It’s a long, arduous process to locate and vet good workers. We invest time, money and other resources to hire them, train them and get them acclimated to a new job. Unfortunately, too many of these good workers — especially women, apprentices and people of color — leave the jobs they truly love because of the bullying, intimidation and harassment they experience at work.
Last year, Engineering News-Record did a study on tradeswomen. It determined that as many as 64 percent of the women surveyed had been subjected to nonphysical aggression at their jobs.
What does “nonphysical aggression” mean? It means these women were taunted on the job or were the butts of a lot of jokes. Some were faced with explicit “artwork” on jobsite walls, shanties and port-a-johns. Sometimes those masterpieces described very specific services and included phone numbers. Even if it’s not a physical act, aggression and harassment can be unimaginably severe.
Harassment impacts everybody, and its impacts don’t necessarily stop when the victim drives through the gate at the end of the day. When they’re driving home, it can manifest as road rage, or the victim’s family can bear the brunt of the victim’s frustration.
This cycle must end. It’s a very real problem we must work together to solve.
‘Be That One Guy’
To address this very severe threat to workplace safety and wellbeing, the Iron Workers established the “Be That One Guy” initiative. This program is unique because we recognize that harassment is not just a treatment issue; it is a safety hazard.
A harassment scenario is made up of two key components. First, you have the harasser, who’s busy plotting what he’s going to do next to his victim. But second, you have the victim, who’s worried about what may be coming next. And before you know it, you have a whole crew of workers whose heads are not in the game, and that’s when accidents can — and do — happen.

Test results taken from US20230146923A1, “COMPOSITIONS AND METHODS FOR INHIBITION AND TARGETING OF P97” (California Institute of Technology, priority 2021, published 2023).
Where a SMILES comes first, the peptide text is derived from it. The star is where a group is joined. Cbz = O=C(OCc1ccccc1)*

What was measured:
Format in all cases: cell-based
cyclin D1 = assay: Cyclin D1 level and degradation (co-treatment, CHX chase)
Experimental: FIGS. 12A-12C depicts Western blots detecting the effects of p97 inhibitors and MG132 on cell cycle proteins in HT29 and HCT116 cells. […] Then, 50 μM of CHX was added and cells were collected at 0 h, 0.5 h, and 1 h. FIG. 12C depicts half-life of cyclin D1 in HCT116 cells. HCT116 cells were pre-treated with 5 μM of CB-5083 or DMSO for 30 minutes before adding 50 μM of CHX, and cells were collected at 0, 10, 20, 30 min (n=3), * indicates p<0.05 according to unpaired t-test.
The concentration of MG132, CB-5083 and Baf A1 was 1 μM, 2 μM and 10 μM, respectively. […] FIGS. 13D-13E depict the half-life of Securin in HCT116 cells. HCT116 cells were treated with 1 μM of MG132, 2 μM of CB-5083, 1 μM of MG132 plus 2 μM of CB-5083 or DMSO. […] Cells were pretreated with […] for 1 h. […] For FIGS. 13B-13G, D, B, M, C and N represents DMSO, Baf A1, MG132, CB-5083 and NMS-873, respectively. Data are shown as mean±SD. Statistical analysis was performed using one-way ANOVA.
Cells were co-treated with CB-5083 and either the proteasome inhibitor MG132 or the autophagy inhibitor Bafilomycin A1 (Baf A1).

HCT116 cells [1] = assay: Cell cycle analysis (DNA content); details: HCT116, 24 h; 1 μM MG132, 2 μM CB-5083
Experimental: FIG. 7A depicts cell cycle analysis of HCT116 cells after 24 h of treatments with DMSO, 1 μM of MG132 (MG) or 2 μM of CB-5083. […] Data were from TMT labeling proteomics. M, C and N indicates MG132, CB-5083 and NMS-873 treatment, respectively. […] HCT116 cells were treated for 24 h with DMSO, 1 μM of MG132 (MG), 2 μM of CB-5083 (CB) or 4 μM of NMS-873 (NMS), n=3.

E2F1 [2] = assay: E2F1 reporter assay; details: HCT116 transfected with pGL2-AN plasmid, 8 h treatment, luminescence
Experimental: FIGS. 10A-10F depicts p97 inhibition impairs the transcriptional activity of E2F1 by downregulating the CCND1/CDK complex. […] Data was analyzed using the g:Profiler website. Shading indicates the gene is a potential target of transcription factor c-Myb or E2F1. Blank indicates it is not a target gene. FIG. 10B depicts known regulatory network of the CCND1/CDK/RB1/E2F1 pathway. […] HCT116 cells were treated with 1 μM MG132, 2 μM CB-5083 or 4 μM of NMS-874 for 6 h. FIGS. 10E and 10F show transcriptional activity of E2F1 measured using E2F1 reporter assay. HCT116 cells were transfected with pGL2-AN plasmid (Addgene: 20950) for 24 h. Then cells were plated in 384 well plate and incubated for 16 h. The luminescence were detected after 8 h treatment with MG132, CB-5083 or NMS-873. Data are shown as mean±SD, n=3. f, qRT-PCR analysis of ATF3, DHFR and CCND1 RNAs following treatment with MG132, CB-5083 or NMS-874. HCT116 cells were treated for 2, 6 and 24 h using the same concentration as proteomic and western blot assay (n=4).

But simply identifying the victim’s lack of concentration is missing the bigger picture.
“Be That One Guy” teaches workers’ negative attitudes impact the whole jobsite and put everyone at risk. This program teaches members the domino effect of harassment, and union leaders and contractors learn a better way to handle situations. It shifts us away from aggressor-based solutions to embracing the power of bystanders to become part of the solution.
“Be That One Guy” helps members become educated and changes the jobsite culture to keep workers working. Whether it’s the petrochemical industry, the manufacturing industry or any other industry, we desperately need to replenish a waning workforce, so we have to change our methods to address how we recruit and sustain our workforce.
We are losing 10,000 workers a day because the baby boomers are retiring. Replacing the baby boomers are the millennials, a whole new generation with new attitudes. They have different perspectives on bullying, harassment and intimidation. They care about equal treatment and social justice.
If we want to retain this millennial workforce after we’ve spent time and treasure to recruit and train them, we must provide them with respectful, professional work environments where they can build their careers.
The very core of our program is about bystanders. “Be That One Guy” helps members understand their own ability to change the jobsite culture.
All workers deserve respect, and “Be That One Guy” promotes that very simple philosophy. Its aim is simple: to encourage jobsite peers to call out harassment just as they would any other worksite hazard. In other words, “If you see something, say something.”
For more information, visit www.ironworkers.org or call (202) 383-4800.